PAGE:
Two years later, the library has report-edly received some flak for participating in THE SEPTEMBER PROJECT--three days of events centered around PATRIOT DAY, which is what Bush renamed Sept. 11 following the terrorist attacks. This flak has been along the lines of letters to the editor, says Turner, "accusing us of sponsoring dirty commie pinko events and questioning our right to engage in political discussions."

Turner's answer to such criticism is suitably bad-ass and loudmouth.

"Partisanship relates to supporting one side only, whereas politics is the way we make decisions in this country," says Turner, who has been protesting all her adult life against racism and war, and for women's rights and people's right to know. "Protesting is one of my rights I want to preserve. And libraries are community gathering places, first and foremost."

The event, convened by THE FRIENDS OF THE SANTA CRUZ PUBLIC LIBRARIES, will partly consist of conversations at many venues across the county--including public libraries, churches, school classrooms, and union and community halls--and will focus on three questions, namely, what's best and worst about our society and what we can do to change things. Each conversation will be facilitated by a volunteer and recorded by a note-taker, with notes compiled online and in a publication registering every single idea generated. There's also a video challenge for local teenagers to go out and create videos, and many libraries will use the Patriot Day theme in story hours for youngsters and in bookmark reading lists for both adults and children. Call Friends of the Library at 831.420.5790 or visit www.fscpl.org.

Night Out

Midway through a second successful summer of bringing the community weekly nights out in August, the all-volunteer SANTA CRUZ NIGHT OUT is asking the SANTA CRUZ DOWNTOWN ASSOCIATION to share financial costs in 2005--and they'd like to get that discussion going now, arguing that SCNO events help the DTA accomplish one of its stated missions, namely bringing customers and local entertainment downtown, particularly on normally slow business nights.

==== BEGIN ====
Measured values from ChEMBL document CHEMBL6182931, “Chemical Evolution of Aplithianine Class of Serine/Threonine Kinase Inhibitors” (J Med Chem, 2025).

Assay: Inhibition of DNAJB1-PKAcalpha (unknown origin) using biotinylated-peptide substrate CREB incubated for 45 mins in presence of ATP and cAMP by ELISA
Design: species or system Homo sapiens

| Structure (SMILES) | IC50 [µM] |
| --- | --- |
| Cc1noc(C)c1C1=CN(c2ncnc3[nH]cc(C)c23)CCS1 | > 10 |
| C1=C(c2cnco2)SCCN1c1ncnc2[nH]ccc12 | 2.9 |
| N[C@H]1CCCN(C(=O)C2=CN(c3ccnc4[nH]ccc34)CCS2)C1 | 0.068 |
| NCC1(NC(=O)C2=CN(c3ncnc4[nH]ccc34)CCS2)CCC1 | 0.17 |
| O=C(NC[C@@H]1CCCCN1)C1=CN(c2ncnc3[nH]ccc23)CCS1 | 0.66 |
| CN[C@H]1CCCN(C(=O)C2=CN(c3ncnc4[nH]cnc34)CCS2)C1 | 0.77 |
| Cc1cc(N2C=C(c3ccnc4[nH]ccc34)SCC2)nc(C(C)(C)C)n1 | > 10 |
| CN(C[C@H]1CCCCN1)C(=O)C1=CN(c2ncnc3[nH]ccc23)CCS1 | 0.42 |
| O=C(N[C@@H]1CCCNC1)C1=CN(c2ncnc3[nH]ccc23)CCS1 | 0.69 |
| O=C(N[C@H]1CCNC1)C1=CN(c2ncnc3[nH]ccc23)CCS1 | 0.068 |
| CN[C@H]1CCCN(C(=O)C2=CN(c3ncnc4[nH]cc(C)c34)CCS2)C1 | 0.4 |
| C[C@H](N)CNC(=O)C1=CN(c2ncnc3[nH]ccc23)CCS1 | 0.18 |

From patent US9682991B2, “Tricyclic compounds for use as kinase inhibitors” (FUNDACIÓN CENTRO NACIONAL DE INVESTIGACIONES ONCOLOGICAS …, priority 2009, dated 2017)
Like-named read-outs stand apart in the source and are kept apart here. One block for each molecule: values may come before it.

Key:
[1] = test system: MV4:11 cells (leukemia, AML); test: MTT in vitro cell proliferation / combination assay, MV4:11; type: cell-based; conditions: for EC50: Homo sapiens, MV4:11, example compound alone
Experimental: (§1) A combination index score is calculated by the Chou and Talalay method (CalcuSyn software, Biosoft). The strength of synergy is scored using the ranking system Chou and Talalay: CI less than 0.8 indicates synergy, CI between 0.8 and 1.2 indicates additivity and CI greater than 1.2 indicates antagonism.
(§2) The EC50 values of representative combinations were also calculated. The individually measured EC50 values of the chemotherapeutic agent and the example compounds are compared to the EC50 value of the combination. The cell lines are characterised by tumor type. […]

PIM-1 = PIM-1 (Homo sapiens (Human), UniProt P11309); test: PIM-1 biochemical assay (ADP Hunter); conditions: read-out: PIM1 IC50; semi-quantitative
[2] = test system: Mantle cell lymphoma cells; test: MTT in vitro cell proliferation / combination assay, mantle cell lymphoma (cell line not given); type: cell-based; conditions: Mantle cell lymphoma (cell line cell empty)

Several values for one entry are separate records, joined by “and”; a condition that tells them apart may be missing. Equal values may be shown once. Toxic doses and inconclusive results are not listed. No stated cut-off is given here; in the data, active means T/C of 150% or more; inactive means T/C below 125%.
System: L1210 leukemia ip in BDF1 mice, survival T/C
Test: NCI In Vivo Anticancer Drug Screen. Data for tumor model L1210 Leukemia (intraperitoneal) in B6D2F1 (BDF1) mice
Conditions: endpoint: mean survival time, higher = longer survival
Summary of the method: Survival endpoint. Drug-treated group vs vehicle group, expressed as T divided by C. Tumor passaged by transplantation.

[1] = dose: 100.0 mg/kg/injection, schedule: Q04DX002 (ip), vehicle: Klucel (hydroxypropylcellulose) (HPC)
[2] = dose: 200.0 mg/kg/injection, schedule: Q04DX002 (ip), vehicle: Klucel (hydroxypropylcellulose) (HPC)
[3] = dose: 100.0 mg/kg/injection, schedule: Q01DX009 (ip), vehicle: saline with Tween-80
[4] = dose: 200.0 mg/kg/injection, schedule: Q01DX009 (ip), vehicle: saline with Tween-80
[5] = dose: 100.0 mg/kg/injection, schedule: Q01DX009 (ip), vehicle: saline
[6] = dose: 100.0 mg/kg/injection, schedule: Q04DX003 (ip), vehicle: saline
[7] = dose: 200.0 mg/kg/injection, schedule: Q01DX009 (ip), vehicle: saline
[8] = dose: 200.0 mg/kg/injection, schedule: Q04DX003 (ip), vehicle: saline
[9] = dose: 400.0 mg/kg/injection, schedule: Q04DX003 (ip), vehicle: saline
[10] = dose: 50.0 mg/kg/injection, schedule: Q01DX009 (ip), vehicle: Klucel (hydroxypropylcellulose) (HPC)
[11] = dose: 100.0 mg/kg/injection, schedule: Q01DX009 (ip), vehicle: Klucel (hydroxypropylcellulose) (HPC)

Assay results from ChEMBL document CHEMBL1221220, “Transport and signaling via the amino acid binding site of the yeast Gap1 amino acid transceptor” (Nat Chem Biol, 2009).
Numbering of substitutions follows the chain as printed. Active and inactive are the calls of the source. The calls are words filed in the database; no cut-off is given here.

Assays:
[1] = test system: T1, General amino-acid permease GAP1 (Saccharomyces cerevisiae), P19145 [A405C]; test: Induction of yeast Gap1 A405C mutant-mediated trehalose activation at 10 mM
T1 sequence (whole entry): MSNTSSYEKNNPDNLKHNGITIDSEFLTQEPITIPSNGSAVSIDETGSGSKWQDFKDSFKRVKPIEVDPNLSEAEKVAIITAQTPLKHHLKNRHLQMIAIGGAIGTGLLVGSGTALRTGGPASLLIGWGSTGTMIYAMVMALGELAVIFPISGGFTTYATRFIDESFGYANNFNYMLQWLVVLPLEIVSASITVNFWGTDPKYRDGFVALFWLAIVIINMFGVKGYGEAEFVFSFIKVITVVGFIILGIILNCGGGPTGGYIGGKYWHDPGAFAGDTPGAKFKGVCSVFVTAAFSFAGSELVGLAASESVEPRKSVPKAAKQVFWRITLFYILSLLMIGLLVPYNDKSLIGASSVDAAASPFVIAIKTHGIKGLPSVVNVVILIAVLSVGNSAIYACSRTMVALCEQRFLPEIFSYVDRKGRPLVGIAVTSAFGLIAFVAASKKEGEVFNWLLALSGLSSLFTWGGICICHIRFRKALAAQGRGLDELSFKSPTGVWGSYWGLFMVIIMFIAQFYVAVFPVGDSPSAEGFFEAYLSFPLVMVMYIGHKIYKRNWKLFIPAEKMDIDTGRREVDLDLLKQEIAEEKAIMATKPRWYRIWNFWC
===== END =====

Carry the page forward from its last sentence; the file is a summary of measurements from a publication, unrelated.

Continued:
But DTA executive director KEITH HOLTAWAY says his current focus is on planning for Christmas events, and that the DTA will look at SCNO's proposal in the New Year, which is when it does its budget.

Admitting that SCNO has done a good job so far, Holtaway says, "My main concern is how their events would be organized."

Meanwhile, SCNO volunteer JORGE GARCIA recalls that the DTA gave SCNO a lukewarm reception when it started its weekly nights out two years ago--an attitude he believes stemmed from fear that SCNO had a hidden agenda, namely, turning Pacific Avenue into a permanent pedestrian mall.

"Maybe it was SCNO's agenda, or maybe it was a misunderstanding, but now we've said we don't want to close the mall, but just have an event once a week in the summer, and if that's successful, once a week all year," says Garcia, noting that the City Council has been very supportive of SCNO's efforts, but hasn't been able to help much financially because of the budget crisis.

"It would be nice if we could at least pay the performers," says Garcia. "But so far that has not been the case."

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From the August 18-25, 2004 issue of Metro Santa Cruz.